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Both archbishops have given their support to the Open Bethlehem project, which is encouraging personal visitors and businesses to visit Bethlehem. See: http://www.openbethlehem.org/

3 comments:

MrSmith said...

Maybe I'm misinformed, but wasn't the wall set up as a necessary security measure against high-explosive expressions of 'peace'?

Andrew said...

The sad thing about the situation in the Middle East is that everyone is currently checkmated. No one can make a move without the other side escalating it into a huge spiral of blood and fire.

The overwhelmingly superior military strenghth of the Israelis versus the desperation and murderous bravado of the Palestinians.

It's a very complex situation and I'm sure I won't do it any measure of justice but the barrier does not actualy make things better in any significant way. The Qassam rockets fly right over the barrier. Suicide blasts happen at the border checkpoints. Militants tunnel under the wall. The Palestinians face extreme hardships as they have to cross over every day to work and are targets of abuse by Israeli soldier at the checkpoints. This causes resentment.

Christian enclaves are also divided as the wall passes right through.

When attacks occur, the checkpoints are closed and the Palestinians can't work, building even more resentment and fueling more attacks. It's a terrible circle of violence.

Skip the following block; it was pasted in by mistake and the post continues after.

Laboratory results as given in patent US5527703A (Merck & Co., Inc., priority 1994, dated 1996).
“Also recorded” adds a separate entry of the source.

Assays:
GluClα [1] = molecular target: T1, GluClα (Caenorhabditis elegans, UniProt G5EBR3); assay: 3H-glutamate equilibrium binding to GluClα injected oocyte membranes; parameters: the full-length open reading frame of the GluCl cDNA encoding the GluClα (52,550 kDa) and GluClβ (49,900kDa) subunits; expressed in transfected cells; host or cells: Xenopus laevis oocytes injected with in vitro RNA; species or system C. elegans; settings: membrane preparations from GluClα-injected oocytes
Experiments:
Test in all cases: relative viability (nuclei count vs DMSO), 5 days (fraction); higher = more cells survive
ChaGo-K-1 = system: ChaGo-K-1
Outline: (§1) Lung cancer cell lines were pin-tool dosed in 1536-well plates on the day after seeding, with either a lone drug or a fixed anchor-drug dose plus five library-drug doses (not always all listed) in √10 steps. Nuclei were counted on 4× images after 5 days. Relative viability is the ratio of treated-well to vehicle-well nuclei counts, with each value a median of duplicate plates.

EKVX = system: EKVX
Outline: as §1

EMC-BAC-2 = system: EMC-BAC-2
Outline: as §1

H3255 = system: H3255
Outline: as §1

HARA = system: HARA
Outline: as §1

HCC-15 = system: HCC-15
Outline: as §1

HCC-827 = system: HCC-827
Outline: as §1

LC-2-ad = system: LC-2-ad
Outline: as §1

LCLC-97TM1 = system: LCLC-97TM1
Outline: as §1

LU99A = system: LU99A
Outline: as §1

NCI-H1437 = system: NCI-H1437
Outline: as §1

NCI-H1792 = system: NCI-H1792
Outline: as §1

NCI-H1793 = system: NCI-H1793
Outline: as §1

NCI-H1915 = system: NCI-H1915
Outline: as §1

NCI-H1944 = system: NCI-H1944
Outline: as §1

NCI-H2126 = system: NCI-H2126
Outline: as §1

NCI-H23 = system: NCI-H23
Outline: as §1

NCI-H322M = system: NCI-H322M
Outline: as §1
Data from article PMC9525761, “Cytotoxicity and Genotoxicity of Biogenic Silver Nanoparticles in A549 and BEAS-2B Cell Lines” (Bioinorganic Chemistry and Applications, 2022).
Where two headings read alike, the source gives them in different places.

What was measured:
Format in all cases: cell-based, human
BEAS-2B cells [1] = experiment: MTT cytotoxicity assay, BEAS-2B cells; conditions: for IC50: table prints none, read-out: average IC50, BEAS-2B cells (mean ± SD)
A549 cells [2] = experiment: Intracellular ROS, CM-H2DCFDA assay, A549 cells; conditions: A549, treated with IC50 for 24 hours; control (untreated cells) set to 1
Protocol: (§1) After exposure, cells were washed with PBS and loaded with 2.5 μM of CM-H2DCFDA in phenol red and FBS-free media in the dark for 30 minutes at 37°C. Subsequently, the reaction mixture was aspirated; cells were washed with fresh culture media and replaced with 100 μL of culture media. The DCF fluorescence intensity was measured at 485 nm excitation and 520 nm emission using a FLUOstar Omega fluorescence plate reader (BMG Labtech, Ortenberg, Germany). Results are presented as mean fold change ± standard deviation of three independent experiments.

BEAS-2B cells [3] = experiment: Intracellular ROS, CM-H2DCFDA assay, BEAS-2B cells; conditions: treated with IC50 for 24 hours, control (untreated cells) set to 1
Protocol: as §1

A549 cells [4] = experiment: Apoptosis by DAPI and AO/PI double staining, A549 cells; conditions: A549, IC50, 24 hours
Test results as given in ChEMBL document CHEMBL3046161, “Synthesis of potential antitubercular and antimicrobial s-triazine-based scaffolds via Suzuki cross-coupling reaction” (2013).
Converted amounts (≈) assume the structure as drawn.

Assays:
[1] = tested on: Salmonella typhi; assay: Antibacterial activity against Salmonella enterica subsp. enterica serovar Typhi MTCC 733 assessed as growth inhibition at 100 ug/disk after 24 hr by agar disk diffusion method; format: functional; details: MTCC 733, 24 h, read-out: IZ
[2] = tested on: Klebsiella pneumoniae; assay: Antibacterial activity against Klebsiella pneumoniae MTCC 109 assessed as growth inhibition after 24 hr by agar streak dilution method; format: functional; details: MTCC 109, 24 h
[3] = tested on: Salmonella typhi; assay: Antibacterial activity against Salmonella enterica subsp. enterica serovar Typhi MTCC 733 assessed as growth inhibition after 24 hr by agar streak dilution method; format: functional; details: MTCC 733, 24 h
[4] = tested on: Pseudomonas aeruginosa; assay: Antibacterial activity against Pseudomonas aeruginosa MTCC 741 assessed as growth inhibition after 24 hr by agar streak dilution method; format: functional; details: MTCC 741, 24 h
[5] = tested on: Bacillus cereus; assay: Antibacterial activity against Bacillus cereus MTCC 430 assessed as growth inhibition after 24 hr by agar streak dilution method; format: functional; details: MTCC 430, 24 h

This does in no way excuse those dammed suicide bombers who deliberately murder women and children and other non-combatants without remorse, without blinking an eye. And all the while perversely claiming divine sanction. but I don't think the wall does help in forging a lasting solution. Dante should have included a special place for just for them in his Inferno.

The only way to to secure a mutual and lasting peace is a JUST solution. There can be no peace without justice.

The Israeli kids there are escorted by armed guards cos they are suicide bomber targets. A priest friend who studied in the Holy Land said that he quickly ran across the street when he saw Israeli children approaching cos they were prime targets.

The Palestinian kids never knew any peace. Never knew what it is like to live like children. They toys are stones which they hurl at soldiers. Its so sad. The worst part is that the conflict is used as an excuse by terrorist groups like Al-Qaeda to launch violent attacks against the West.

I always think that if only we can take the kids into other countries where there's peace. Show them what life can and should be like, we can break the cycle. When these kids know what its supposed to be like, what lasting peace promises, then they'll work for it and only then can they achieve it.

Peace comes from God alone. In God's time.

MrSmith said...

What puzzles me is why the surrounding moslem countries (and my goodness aren't they numerous?) don't step in and help house, clothe, feed, employ their 'brothers and sisters' in the faith. So strange to hear and read people proclaiming against the perceived wrongs of the Israeli state when it comes to advocating violence against said Israelis, but no sight or sound of a constructive solution such as improving the palestinian situation by peaceful means. Surely there's some spare oil money lying around somewhere?

But perhaps there are major factors I'm unaware of. Maybe it'd be intolerant of the surrounding states to ask the palestinians nicely to stop brainwashing their own children into the cult of the exploding vest.


....I dunno.